Shared Libraries

This question has probably asked many times, but it seems that a lot of times when I download software and try to install it I get error messages saying that shared libaries are missing.  I see things like:

How do I find out where my shared libraries are located on my system and what versions I have?  Also, once I get any newer libraries from the net, what folders should they reside in, so the new program can find them?

Thanks for the help, I hope maybe someone can explain this to me.

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kiffneyConnect With a Mentor Commented:
It's not easy to upgrade libraries.  I've done it myself, made mistakes, and been unable to boot my system.  You learn a lot that way trying to recover!  Generally the rpm package manager doesn't work quite  as well on non-redhat distributions.  Check the rpm man page for 'rebuild-database' and 'force' and 'nodeps' options.  They will allow you to install  rpms without the rpm database.  I have used rpm on slackware this way with success.  It really is the way to go if you don't care to learn all this trivia about how to install software.  
My recommendation is to go to and download it, then (as root) install it with

rpm -U --force --nodeps glibc-2.1.2-11.i386.rpm

if that doesn't work, first make sure there is a /var/lib/rpm directory, then do
rpm --rebuilddb

then do the rpm install command above.

Good luck.
Normally al system libraries are present in /usr/lib.

For eg. /usr/lib/

This will be a link to the latest version of the libc installed in your machine.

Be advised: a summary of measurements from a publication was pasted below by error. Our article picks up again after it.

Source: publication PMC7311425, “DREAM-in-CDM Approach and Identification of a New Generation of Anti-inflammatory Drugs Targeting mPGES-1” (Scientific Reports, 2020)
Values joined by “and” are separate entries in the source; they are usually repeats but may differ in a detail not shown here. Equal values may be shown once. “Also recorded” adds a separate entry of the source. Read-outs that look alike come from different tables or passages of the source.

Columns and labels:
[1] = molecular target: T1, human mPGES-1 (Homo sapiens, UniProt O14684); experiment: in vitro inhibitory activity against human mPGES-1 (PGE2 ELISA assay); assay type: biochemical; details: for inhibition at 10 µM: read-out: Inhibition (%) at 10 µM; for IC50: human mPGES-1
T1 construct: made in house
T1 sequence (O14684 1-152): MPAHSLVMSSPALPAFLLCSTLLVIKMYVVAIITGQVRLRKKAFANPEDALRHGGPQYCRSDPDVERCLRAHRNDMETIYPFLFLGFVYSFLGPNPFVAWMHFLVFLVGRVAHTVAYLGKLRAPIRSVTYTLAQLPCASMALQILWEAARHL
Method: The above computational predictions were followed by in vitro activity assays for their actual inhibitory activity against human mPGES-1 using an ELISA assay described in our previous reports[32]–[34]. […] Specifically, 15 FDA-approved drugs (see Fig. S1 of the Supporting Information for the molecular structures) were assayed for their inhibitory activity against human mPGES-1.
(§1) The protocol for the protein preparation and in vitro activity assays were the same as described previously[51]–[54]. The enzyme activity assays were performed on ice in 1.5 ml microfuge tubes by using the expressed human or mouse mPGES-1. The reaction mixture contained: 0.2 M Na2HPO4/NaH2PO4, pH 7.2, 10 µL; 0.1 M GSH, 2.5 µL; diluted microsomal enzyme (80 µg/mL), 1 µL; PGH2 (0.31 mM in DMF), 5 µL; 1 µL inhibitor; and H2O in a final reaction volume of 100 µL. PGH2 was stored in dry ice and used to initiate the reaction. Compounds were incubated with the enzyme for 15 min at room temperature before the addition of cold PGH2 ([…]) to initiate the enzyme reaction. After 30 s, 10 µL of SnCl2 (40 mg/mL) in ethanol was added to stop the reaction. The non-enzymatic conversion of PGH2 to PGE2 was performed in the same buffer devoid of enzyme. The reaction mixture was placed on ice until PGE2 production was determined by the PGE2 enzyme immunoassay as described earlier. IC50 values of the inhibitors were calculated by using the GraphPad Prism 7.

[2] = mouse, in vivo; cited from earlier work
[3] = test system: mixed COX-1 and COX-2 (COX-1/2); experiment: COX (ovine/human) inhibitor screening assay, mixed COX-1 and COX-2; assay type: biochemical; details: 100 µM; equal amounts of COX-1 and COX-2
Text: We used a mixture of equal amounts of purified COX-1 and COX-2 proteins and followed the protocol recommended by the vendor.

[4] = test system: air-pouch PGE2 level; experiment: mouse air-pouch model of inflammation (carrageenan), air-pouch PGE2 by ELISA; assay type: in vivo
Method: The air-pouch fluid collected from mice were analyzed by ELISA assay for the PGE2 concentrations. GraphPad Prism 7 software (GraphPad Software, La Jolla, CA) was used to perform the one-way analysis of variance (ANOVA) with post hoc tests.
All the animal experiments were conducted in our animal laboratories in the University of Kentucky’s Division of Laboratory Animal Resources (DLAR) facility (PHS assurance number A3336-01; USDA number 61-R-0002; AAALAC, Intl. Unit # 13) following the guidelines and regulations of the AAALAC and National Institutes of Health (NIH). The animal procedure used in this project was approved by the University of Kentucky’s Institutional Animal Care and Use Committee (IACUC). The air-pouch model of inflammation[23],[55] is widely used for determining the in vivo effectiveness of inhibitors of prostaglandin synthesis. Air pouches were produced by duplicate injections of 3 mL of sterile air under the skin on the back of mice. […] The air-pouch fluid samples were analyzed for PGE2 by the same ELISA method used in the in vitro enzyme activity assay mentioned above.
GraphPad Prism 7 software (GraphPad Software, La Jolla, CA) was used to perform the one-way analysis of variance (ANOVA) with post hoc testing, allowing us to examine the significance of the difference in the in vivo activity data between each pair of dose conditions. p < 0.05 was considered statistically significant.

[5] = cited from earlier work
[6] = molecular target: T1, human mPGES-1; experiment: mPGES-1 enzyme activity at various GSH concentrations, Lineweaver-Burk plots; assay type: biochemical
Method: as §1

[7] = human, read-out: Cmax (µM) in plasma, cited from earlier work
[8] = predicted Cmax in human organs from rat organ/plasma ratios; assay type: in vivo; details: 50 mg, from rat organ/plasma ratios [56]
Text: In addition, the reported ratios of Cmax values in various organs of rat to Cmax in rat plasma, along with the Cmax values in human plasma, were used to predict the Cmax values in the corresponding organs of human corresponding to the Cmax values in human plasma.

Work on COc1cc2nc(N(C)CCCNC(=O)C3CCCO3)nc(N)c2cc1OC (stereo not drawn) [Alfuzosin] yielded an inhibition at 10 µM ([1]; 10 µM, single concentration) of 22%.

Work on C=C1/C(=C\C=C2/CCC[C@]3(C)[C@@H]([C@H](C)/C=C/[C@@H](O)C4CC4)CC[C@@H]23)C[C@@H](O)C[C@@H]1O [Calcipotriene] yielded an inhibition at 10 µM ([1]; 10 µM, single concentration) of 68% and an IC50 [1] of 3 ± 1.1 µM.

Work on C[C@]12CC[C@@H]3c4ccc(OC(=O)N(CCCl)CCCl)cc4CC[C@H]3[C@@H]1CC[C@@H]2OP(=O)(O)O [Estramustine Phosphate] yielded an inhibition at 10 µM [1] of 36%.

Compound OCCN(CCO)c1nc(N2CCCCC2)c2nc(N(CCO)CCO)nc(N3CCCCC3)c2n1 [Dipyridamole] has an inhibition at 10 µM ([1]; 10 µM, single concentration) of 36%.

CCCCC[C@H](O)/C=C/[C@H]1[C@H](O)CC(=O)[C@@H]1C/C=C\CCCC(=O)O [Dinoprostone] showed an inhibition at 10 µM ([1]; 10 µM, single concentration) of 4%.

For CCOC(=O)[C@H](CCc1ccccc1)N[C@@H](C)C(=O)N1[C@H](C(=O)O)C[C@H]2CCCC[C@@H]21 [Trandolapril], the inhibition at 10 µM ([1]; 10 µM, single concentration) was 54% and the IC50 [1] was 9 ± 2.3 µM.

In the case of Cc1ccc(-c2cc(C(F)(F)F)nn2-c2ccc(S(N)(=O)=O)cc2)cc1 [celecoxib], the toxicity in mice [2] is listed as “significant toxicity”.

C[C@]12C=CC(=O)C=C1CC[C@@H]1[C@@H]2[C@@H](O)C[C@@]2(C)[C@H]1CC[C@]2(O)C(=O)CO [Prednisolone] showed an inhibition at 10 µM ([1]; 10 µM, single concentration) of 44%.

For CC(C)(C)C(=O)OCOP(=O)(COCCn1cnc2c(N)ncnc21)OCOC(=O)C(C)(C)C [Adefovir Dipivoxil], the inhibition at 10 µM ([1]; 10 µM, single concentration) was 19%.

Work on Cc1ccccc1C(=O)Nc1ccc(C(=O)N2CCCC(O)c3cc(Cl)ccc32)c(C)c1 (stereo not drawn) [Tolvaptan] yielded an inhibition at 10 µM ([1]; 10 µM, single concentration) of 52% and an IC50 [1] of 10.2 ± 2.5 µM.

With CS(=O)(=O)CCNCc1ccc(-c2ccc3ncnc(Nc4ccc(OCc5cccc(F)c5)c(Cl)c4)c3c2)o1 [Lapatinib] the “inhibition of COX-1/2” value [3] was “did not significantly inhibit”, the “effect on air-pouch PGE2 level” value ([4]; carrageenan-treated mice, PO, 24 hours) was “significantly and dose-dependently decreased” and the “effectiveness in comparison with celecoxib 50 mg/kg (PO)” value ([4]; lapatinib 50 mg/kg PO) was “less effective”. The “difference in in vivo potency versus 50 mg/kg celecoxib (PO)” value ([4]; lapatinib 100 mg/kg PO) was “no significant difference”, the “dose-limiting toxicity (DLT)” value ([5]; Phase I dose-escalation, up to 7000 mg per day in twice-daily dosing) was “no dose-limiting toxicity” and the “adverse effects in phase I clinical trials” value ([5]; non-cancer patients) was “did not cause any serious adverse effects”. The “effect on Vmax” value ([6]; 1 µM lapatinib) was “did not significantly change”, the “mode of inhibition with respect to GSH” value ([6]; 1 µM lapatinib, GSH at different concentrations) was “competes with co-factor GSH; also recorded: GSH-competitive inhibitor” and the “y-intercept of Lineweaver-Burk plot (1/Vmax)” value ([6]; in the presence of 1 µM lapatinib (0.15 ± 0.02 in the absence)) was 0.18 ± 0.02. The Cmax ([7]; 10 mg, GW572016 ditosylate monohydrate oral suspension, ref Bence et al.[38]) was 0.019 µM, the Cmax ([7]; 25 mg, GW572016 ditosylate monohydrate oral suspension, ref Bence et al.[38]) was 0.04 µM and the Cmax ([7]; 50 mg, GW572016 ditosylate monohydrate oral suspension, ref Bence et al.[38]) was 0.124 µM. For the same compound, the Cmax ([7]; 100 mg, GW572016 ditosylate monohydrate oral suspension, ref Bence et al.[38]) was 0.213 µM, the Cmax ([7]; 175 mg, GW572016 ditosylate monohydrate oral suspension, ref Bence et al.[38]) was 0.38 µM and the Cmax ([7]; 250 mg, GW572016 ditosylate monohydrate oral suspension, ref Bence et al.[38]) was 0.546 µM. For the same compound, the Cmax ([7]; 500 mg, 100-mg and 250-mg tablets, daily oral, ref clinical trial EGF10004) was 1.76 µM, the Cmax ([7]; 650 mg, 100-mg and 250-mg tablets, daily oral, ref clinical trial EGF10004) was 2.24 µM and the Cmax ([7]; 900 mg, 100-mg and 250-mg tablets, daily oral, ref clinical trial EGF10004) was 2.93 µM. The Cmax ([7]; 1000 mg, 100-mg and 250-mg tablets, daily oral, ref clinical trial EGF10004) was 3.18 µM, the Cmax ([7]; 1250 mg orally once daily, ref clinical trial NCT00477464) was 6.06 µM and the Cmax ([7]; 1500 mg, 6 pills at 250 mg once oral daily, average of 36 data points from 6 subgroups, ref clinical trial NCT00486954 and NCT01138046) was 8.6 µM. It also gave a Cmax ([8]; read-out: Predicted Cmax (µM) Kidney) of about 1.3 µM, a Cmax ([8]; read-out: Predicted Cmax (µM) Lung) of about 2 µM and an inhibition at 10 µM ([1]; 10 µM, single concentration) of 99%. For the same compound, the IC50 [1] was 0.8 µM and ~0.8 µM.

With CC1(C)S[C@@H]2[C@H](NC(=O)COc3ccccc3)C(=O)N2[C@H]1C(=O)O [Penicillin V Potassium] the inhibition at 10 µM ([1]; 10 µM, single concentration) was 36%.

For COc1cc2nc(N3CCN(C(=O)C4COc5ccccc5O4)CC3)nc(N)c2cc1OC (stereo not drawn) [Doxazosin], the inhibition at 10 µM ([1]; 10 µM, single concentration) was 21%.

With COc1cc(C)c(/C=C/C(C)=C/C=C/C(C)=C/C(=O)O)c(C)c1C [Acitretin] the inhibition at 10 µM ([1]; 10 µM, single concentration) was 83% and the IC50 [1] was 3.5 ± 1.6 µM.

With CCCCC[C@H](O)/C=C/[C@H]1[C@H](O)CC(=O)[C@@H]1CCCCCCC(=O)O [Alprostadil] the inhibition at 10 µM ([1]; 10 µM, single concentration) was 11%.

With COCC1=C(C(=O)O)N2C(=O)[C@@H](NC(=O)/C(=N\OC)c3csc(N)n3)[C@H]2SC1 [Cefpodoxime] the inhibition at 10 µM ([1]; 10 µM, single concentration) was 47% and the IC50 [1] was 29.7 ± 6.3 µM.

For eg. If is the latest version then.
lrwxrwxrwx   1 root     root           11 Jan 22 09:05 /usr/lib/ -> ./*

If you have installed in other directories, you could use LD_LIBRARY_PATH
at run time and -L option at compile time
If you install your libraries in a non-standard directory you can use the -LDirectory option while compiling; for shared libraries the path is indicated by the environment variable LD_LIBRARY_PATH.Set this environment variable to include the non-standard directory Example : LD_LIBRARY_PATH=/usr/lib:/home/dmaroff/own_lib. You can save yourself a lot of installation grief caused by different versions oflibraries by using RPM ( RedHat Package Manager ).RPM runs on a wide variety of Unix/Linux platforms - you can find more info on RPM at and the RPM package for your favourite software package at

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I'd also suggest you try to run ldconfig after installing new shared libraries.
Of course RPM does this four you if you are willing to stick to prepackaged versions.

dmaroffAuthor Commented:
ramaswamys:  The problem is, is that when I do use RMPs it wont install because of the missing libraries.  This also happens when I get a tarred/zipped file and I run the "configure" script that usually comes with most programs.

How Do I know what path the program is looking for libaries under?  In Windows, I know that when a DLL is missing the error messagebox usually tells you the path its expecting it to be in.